Based on the information posted, I offer my thoughts.Any action you then take is your liability. While commending individual effort, there is no substitute for a thorough review of documents and facts by paid for professional advisers.

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              #7
              Originally posted by andydd View Post
              .

              There must be some higher court decisions you can refer to, heres one - http://www.landstribunal.gov.uk/judg...RX-59-2011.pdf, this case makes it clear when it comments "Subsection (4) provides that in this section “demand” means a demand for rent or other sums payable to the landlord under the terms of the tenancy (including, therefore, a service charge)."
              Just refer them to the green book that they have on the desk that defines a tenancy or Woodfalls- even a copy of the RICS acop
              Based on the information posted, I offer my thoughts.Any action you then take is your liability. While commending individual effort, there is no substitute for a thorough review of documents and facts by paid for professional advisers.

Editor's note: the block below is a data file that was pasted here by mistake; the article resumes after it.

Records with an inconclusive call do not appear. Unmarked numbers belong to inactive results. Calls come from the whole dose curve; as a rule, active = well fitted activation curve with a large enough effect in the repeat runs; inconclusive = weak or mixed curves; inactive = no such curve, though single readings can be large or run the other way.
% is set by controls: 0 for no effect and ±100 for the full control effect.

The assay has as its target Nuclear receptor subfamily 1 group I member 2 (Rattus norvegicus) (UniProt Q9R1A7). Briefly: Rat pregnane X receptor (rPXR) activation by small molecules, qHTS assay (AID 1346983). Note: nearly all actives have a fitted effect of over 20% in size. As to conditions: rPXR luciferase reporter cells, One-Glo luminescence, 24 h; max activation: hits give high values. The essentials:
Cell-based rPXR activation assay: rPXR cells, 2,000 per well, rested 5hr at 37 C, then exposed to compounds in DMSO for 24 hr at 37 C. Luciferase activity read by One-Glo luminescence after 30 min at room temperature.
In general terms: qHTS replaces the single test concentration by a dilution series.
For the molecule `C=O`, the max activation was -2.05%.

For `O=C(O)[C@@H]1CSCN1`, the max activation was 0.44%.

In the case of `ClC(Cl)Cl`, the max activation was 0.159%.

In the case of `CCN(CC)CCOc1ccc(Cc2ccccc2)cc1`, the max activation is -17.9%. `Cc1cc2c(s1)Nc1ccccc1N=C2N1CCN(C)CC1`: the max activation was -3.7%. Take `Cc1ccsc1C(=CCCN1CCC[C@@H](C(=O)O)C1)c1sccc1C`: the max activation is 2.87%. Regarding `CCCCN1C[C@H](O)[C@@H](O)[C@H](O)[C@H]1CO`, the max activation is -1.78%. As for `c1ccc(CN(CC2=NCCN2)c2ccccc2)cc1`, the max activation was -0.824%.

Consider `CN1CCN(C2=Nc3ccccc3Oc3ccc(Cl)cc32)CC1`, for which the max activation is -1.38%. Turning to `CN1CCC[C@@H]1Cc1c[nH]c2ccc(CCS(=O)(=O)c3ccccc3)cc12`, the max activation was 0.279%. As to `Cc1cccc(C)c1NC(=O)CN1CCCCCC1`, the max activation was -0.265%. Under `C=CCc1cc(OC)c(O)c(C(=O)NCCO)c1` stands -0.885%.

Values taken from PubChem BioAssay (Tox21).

Comment


                #8
                Why so expensive ?. Are you refering to Solicitors costs ?. Surely as an LiP it could be done for a reasonable cost.

                Appael CPR Stuff is here > http://www.justice.gov.uk/courts/pro...l/rules/part52

                And the Practise Direction > http://www.justice.gov.uk/courts/pro...rt52#id3585956

                And the form > http://www.insidetime.org/resources/...urtService.pdf

                Andy
                Advice given is based on my experience representing myself as a leaseholder both in the County Court and at Leasehold Valuation Tribunals.

                I do not accept any liability to you in relation to the advice given.

                It is always recommended you seek further advice from a solicitor or legal expert.

                Always read your lease first, it is the legally binding contract between leaseholder and freeholder.

                Comment